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Belgium  Local habits

  • Shake hands :

At conferences and meetings shake hands with everybody when arriving and leaving

  • Kiss :

3 kisses on the cheeks are the rule when meeting acquaintances or friends

  • First names :

Let Belgians make the first move before calling casual acquaintances or work colleagues by their first name

  • Language :

Try to understand the linguistic problem. If you know someone is Flemish, don't insist on speaking French, unless that person cannot speak English. If they do not understand you, try French, then they know that you are not a Wallon who didn't learn Flemish.

  • Restaurants :

Eating is considered as one of the greatest pleasures in life. Expect to spend two to three hours for lunch. If you want to be quick, select the dish of the day or ask the waiter what can be served quickly. In ordinary restaurants, you can ask the owner if you can bring your dog; asking for a doggy bag is considered rude.

Typical dishes are: Mussels and chips, steak and chips, special beers

Tea is generally made by pouring hot water into a pot, leaving you to add the tea bag which can be a disaster to a Briton !

  • Tipping :

In the Restaurant (the bigger the bill, the more you leave, max.5 EUR although officially the service is included), the hairdresser (2.5 EUR), toilet cleaners in restaurants (0.2 EUR).

  • Invitations :

If invited for a meal, never go empty handed but don't bring wine or alcohol.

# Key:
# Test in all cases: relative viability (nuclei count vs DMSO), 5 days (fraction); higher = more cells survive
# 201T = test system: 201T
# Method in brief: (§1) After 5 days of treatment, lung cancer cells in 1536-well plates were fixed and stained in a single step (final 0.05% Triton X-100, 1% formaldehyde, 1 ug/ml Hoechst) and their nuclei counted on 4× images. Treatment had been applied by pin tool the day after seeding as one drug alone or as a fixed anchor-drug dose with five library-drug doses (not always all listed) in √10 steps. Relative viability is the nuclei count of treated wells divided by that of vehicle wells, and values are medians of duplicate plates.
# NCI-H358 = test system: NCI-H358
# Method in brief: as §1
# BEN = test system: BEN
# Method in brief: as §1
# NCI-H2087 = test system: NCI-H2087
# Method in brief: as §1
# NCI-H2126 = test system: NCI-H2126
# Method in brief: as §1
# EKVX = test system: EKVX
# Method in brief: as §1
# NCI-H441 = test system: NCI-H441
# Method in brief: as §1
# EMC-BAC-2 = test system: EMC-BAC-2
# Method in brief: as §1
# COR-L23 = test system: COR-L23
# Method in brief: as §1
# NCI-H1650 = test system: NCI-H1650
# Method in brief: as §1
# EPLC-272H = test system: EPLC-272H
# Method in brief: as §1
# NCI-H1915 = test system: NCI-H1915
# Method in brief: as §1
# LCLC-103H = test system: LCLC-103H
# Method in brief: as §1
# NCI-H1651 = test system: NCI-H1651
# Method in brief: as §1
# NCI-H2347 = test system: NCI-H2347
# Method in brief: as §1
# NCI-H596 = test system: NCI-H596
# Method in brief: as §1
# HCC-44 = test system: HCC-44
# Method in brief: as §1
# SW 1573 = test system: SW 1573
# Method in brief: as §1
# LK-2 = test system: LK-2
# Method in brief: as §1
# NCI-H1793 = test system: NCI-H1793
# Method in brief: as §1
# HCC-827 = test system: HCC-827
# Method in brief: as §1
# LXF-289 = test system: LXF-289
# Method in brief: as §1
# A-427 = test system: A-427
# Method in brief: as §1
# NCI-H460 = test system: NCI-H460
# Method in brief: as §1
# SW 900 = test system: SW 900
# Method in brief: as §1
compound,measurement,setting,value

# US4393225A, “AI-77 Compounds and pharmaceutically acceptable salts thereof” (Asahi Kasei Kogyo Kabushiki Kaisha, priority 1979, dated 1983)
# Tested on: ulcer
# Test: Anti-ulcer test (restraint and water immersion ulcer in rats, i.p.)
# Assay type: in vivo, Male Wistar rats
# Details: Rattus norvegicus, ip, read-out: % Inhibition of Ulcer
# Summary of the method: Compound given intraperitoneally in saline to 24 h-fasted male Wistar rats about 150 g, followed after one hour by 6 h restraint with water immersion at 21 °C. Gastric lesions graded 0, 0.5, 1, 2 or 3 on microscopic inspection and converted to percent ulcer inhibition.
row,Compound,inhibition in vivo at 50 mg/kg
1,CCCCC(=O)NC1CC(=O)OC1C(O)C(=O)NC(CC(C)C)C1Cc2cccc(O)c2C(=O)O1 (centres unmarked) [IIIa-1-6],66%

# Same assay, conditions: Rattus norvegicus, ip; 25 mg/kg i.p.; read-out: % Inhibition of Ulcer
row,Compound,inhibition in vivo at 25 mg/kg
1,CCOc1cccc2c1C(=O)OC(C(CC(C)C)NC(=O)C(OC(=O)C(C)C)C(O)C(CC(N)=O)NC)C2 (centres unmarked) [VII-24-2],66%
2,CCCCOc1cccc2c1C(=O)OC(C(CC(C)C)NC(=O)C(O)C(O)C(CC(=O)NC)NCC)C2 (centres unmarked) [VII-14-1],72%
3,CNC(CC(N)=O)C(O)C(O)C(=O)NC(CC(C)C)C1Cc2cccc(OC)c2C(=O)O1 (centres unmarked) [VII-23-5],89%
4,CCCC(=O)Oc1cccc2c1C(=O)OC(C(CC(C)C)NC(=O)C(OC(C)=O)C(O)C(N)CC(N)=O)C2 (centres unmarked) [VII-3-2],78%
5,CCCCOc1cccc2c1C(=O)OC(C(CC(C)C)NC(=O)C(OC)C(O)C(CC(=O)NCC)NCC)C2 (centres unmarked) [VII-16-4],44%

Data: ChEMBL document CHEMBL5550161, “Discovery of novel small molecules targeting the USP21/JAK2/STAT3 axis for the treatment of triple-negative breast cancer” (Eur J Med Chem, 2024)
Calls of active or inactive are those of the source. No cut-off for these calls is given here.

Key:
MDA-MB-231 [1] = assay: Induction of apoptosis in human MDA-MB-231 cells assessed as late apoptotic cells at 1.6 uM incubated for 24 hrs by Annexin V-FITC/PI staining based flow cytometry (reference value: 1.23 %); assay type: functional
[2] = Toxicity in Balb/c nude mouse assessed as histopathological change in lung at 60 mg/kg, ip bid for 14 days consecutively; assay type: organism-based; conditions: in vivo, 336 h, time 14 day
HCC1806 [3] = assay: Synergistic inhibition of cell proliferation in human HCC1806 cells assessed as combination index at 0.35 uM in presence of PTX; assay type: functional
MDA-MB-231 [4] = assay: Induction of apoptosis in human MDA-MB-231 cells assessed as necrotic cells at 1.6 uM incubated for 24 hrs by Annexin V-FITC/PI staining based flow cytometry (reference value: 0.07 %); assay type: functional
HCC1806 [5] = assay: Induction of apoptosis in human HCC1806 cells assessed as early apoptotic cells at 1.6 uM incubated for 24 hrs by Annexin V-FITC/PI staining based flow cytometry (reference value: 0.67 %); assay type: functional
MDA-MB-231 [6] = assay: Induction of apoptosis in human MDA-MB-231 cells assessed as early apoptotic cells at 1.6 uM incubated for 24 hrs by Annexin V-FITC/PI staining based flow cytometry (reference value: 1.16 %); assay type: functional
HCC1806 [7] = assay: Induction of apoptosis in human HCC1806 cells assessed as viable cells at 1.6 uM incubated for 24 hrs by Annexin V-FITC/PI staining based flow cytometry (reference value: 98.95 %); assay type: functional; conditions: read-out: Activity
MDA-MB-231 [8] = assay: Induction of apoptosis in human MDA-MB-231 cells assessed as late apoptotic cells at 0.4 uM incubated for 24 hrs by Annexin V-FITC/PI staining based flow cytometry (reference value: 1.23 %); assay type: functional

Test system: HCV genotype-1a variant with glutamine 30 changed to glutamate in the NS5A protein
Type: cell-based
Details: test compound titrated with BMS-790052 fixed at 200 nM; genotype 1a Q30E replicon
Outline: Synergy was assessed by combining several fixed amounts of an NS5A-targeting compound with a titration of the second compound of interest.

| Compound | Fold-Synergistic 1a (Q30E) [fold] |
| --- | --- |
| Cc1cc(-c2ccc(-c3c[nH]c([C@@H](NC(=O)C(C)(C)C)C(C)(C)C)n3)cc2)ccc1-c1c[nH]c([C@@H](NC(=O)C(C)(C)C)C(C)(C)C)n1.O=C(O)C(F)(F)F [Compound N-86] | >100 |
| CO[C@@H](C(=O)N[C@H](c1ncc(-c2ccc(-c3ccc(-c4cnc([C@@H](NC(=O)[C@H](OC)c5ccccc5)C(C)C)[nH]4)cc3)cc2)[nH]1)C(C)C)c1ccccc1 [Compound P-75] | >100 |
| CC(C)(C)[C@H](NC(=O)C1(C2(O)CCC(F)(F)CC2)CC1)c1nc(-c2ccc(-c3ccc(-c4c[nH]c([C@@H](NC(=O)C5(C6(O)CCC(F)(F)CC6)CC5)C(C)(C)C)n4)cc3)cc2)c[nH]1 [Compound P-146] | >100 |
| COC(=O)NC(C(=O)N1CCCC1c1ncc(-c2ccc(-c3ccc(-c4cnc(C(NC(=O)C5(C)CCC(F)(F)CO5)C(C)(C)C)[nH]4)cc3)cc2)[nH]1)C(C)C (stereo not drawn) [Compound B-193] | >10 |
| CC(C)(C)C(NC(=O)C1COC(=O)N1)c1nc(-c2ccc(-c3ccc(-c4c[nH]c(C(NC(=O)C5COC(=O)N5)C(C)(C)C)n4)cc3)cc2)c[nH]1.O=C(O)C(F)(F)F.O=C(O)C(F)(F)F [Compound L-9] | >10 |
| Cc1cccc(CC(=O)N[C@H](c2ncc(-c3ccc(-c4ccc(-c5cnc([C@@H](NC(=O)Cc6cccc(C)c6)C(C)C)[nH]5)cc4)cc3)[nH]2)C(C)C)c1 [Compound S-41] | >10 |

Flowers and chocolates are best and safest (don't bring white chrysantheums, they are taken to the cemetery on November 1st)

For large receptions you can send flowers before or after.

If you are invited to a Belgian home, consider it as a privilege; if invited on a Sunday, be prepared for it to last all day (drinks, four course meal, coffee and cake and at about six o'clock a cold supper. If your hosts protest fairly strongly to your leaving early, you are expected to stay to not leave them with all the food. If returning hospitality, it is safest to keep the formula your Belgian friends used for you; a meal with three courses is considered a minimum.

  • What to wear :

Never wear sun-glasses when talking to someone.

  • Most invitations state the type of dress to wear:

tenue de ville/stadskledij: (informal, dark suit/dress)

smoking: (formal, black tie or dinner jacket/cocktail or dinner dress)

habit et décorations (formal, white tie/long dresses for ladies)

  • Queueing :

Belgians find it hard to queue, check who is in front of you , otherwise you might wait a long time. Bus, tram and train queues don't exist; everyone for himself is still the order.